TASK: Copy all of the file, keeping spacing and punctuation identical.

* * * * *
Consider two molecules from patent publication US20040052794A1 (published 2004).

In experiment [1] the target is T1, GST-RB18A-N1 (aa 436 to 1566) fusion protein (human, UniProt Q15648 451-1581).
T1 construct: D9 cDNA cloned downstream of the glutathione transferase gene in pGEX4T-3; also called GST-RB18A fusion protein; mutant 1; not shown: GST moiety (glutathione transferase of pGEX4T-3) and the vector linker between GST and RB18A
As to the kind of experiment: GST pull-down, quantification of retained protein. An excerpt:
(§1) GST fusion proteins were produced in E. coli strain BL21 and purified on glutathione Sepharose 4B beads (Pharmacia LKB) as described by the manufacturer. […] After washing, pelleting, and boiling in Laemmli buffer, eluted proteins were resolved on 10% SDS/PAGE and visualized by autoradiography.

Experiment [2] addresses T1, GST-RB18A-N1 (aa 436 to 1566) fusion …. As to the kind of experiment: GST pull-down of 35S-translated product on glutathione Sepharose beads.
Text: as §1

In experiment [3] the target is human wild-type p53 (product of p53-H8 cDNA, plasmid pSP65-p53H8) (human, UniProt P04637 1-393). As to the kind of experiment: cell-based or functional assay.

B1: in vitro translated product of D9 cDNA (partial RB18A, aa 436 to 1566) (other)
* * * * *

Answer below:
Consider two molecules from patent publication US20040052794A1 (published 2004).

In experiment [1] the target is T1, GST-RB18A-N1 (aa 436 to 1566) fusion protein (human, UniProt Q15648 451-1581).
T1 construct: D9 cDNA cloned downstream of the glutathione transferase gene in pGEX4T-3; also called GST-RB18A fusion protein; mutant 1; not shown: GST moiety (glutathione transferase of pGEX4T-3) and the vector linker between GST and RB18A
As to the kind of experiment: GST pull-down, quantification of retained protein. An excerpt:
(§1) GST fusion proteins were produced in E. coli strain BL21 and purified on glutathione Sepharose 4B beads (Pharmacia LKB) as described by the manufacturer. […] After washing, pelleting, and boiling in Laemmli buffer, eluted proteins were resolved on 10% SDS/PAGE and visualized by autoradiography.

Experiment [2] addresses T1, GST-RB18A-N1 (aa 436 to 1566) fusion …. As to the kind of experiment: GST pull-down of 35S-translated product on glutathione Sepharose beads.
Text: as §1

In experiment [3] the target is human wild-type p53 (product of p53-H8 cDNA, plasmid pSP65-p53H8) (human, UniProt P04637 1-393). As to the kind of experiment: cell-based or functional assay.

B1: in vitro translated product of D9 cDNA (partial RB18A, aa 436 to 1566) (other)